In these same European countries, the Jews were first told, “You cannot live among us!” They were either put in ghettos or driven out.  When it was found that these people were energetic, intelligent, and prosperous, the Jews were told, “You cannot live among us -- as Jews!” They were forcibly converted to Christianity. When the Inquisitors suspected that the conversions were not sincere, they tortured the Jews and said, “You cannot live!” This led directly to pogroms and, finally, to the Holocaust. The latter was conducted by God-fearing Catholic and Lutheran Germans. The anti-Jewish policies built upon centuries of religious hatred. Himmler even based the organization of the SS upon the Jesuit hierarchy with which he was familiar as a devout Catholic.

    Europeans have been coming to America for centuries to get away from such church oppression. Settlers in America wanted no part of it, but they frequently started their own forms of oppression. The Salem witch trials were an example of this. Our founding fathers recognized the problem and attempted to protect everyone from religious oppression. In The First Amendment to the Constitution its framers attempted to do this. However, just as is the case with the Second Amendment, people are now trying to infringe upon it. The Constitution is our protection against tyranny of the majority. Christians are in the majority in this country. The minority can resist the efforts of the majority only by invoking the Constitution. Without the Constitutional protections, majority rule is like two wolves and a sheep voting about what is to be on the menu tonight.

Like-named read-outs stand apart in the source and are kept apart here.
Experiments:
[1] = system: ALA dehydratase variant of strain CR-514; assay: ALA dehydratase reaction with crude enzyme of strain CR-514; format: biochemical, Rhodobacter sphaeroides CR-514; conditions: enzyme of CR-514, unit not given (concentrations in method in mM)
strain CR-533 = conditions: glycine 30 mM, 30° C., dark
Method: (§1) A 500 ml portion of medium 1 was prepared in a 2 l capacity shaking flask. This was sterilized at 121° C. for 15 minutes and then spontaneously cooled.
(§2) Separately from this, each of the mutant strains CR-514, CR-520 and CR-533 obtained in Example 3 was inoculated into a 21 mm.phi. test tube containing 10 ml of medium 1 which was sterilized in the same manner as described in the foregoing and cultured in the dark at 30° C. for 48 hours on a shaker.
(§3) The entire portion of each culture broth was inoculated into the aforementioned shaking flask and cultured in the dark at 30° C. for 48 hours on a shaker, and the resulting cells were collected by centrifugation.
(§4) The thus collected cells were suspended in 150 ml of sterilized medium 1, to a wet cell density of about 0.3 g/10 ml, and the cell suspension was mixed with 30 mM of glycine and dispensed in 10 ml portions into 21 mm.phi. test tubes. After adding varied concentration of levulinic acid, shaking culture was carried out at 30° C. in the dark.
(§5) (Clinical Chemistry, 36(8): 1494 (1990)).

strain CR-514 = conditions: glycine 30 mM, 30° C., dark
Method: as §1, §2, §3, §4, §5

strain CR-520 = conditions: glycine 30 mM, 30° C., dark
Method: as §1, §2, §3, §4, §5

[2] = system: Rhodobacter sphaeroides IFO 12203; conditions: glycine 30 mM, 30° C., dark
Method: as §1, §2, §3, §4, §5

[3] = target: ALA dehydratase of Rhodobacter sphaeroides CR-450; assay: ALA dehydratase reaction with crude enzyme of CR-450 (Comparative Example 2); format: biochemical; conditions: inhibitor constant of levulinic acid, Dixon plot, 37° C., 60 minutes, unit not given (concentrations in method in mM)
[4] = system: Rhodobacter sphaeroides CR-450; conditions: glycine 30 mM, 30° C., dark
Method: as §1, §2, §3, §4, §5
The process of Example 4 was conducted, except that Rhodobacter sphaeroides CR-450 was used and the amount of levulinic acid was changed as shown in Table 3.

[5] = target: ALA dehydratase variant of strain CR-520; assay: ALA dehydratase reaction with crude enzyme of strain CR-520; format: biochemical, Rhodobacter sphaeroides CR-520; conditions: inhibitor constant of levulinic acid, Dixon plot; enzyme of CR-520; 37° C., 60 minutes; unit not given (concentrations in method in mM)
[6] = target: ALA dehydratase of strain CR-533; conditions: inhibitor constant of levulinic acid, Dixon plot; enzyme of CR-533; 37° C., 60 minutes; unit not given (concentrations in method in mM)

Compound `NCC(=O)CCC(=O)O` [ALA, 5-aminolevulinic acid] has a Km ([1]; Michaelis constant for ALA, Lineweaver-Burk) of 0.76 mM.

Here is what these founding fathers wrote about what they had done to protect us from oppressive religion:

“We have abundant reason to rejoice that in this land the light of truth and reason has triumphed over the power of bigotry and superstition….” ~George Washington, letter to the members of the New Church in Baltimore, January 27, 1793.

“The Government of the United States of America is not in any sense founded on the Christian religion.” ~1797 Treaty of Tripoli signed by John Adams.